Global trade has been more resilient than expected during the pandemic and will rebound strongly in 2021, according to the Dubai Multi Commodities Center, although the recovery is uneven and dependent on the rollout of vaccines and the easing of geopolitical tensions.
Feryal Ahmadi, director of operations for DMCC, which chairs companies involved in the trade in commodities ranging from pulses to diamonds, said fears that global trade could collapse by 13-32% last year ” did not materialize “.
However, the future of global trade depends on the global vaccine campaign and the ability of governments to respond quickly to new waves and variants of Covid-19, according to DMCC’s The Future of Trade report.
Relations between the United States and China, which are expected to be the main engines of global economic growth this year, and the adoption of new technologies in ports and the shipping industry to facilitate the rise of e-commerce are also at the heart of perspectives.
“It is estimated that world trade and merchandise only declined by 5.3% in 2020 and was supported in part by the unprecedented policy measures implemented by governments to consolidate their economies, so we actually see a much brighter image than expected, ”Ms. Ahmadi said.
“This is the start of the global economic recovery supported by growth in trade, which is very positive.”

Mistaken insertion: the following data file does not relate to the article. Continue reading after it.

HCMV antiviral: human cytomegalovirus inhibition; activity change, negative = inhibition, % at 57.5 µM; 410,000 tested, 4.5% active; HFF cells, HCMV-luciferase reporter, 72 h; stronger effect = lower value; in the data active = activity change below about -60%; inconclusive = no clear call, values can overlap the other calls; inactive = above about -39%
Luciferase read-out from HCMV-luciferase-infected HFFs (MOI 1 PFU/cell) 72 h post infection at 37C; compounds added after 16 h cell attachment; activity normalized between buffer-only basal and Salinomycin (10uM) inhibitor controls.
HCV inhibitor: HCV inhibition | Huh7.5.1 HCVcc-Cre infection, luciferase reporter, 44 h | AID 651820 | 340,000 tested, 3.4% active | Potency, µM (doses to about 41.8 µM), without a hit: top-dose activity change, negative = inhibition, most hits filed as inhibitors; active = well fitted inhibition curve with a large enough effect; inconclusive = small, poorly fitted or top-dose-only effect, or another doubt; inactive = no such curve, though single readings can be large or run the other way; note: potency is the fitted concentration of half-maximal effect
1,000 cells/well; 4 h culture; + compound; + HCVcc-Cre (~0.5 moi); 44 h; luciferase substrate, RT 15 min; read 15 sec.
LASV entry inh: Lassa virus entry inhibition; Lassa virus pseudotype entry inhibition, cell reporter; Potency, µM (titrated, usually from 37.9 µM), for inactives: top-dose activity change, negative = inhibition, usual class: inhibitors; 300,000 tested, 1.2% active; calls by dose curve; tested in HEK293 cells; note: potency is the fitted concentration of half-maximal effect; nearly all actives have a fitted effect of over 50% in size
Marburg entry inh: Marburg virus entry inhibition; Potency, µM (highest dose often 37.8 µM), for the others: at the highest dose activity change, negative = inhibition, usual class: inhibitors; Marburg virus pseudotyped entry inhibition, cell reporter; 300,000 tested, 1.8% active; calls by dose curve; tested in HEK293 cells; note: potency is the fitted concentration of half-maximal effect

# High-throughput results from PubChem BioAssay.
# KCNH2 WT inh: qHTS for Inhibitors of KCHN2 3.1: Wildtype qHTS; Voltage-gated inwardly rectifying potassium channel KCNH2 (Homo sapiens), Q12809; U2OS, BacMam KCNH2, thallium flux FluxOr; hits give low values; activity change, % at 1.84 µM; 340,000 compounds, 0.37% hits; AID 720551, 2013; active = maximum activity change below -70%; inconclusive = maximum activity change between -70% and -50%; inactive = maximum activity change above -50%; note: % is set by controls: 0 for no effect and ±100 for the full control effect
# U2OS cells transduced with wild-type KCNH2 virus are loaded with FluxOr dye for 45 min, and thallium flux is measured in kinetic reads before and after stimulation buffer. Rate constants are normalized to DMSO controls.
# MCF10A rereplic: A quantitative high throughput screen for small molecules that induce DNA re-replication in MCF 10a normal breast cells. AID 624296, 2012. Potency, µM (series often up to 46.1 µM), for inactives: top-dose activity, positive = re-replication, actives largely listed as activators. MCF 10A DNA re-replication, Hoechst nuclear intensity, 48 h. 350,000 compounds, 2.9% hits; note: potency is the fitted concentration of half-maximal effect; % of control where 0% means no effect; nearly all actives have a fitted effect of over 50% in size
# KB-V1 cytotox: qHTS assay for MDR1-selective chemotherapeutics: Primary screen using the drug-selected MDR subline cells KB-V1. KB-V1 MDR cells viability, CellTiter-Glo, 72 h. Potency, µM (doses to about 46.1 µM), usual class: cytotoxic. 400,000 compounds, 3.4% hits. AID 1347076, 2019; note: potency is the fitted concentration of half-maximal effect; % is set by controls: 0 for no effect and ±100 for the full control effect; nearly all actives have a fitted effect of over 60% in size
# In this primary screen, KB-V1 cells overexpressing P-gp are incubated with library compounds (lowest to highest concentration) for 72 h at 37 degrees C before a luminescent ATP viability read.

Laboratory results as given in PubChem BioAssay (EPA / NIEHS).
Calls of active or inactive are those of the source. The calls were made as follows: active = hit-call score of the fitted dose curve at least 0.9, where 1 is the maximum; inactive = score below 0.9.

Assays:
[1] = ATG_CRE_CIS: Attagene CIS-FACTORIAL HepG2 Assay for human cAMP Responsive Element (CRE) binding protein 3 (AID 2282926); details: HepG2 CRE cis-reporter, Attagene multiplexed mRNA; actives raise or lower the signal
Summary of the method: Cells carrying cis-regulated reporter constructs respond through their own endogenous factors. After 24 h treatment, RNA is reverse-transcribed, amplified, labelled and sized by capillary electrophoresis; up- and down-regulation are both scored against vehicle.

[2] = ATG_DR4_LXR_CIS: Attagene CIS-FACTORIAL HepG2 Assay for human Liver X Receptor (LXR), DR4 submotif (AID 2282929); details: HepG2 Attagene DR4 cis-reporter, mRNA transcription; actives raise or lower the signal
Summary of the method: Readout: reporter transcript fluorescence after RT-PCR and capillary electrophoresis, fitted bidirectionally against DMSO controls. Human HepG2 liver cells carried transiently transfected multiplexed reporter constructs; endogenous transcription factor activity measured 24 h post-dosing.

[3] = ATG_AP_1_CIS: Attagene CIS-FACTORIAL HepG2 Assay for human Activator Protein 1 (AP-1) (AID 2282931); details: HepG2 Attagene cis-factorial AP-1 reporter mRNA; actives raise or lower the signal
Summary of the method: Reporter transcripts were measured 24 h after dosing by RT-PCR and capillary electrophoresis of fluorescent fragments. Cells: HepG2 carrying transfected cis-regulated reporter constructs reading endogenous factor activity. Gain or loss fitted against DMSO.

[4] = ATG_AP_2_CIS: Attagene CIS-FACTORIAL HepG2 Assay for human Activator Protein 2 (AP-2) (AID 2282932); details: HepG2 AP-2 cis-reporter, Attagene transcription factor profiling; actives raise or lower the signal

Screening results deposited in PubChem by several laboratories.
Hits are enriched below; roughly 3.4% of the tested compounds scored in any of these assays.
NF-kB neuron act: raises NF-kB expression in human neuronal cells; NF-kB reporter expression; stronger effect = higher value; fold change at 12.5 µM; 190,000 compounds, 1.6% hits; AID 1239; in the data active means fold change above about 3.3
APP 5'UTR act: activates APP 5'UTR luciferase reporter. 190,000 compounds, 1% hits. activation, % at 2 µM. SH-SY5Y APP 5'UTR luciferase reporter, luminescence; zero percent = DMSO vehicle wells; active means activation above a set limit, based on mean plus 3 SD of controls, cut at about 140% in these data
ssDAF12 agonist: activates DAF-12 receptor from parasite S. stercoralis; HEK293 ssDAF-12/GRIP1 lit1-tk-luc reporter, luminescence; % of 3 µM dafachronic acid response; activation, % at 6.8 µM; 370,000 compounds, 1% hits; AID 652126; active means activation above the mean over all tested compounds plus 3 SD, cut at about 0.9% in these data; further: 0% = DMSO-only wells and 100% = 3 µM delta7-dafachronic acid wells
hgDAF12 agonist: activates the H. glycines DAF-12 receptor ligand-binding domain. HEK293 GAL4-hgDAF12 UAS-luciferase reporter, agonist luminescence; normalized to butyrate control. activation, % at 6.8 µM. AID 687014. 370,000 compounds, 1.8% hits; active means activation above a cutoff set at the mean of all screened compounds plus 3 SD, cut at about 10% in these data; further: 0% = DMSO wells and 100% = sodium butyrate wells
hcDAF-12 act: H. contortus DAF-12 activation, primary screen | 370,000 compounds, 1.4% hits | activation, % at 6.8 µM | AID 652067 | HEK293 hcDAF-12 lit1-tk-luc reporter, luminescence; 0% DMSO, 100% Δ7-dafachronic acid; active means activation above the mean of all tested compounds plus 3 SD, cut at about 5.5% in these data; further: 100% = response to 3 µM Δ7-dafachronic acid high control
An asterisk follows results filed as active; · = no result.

Global trade is expected to grow 8% this year, according to the World Trade Organization, helping to boost economic growth by 5.6%, boosted by US President Joe Biden’s $ 1.9 trillion spending envelope. Trade growth of 4% is expected in 2022.
Roberta Piermartini, head of trade cost analysis at the WTO, said a comparison with trade data seen after the global financial crisis demonstrates the resilience of the global economy during the pandemic.
“At that time, trade collapsed by about 10 percent against a decline of [gross domestic product] by only 0.6 percent, ”Piermartini said at a panel discussion hosted by DMCC.
“What we’re seeing now is a 3.5% drop in GDP – the biggest drop since World War II – and a much smaller reduction in trade.”
Ms Piermartini said the world economy had learned lessons from “what happened during the global financial crisis”.
“The response in terms of fiscal stimulus has been swift and coordinated, but it has also been much more extensive – averaging around 15 percent of GDP, which is impressive,” she added.
Ms Ahmadi said Dubai is an example of a destination where trade has defied negative forecasts with volumes up 6% in the second half of 2020. The overall value of the emirate’s exports jumped 8% in 2020, on an annual basis.
Of course, uncertainties remain for future international trade.
Feryal Ahmadi, DMCC
While a strong rebound has also been registered in the United States, United Kingdom and China, Ms Ahmadi said the outlook in developing countries is weaker amid new waves of coronavirus.
Insufficient vaccine production and distribution could lead to regional growth disparities, with the spread of vaccine-resistant coronavirus strains potentially reducing global GDP by 1% and suppressing up to 2% of global merchandise trade growth this year , said the DMCC.
“Of course, there are still uncertainties for the international trade to come,” Ms. Ahmadi said.
“The future of trade growth will largely depend on a successful and evenly distributed deployment of Covid-19 vaccines, as well as maximizing the efficiency of the supply chain. “
Looking ahead, as global trade has shown its resilience, it is simultaneously at the heart of profound change, said Ahmed Bin Sulayem, Executive Chairman and CEO of DMCC.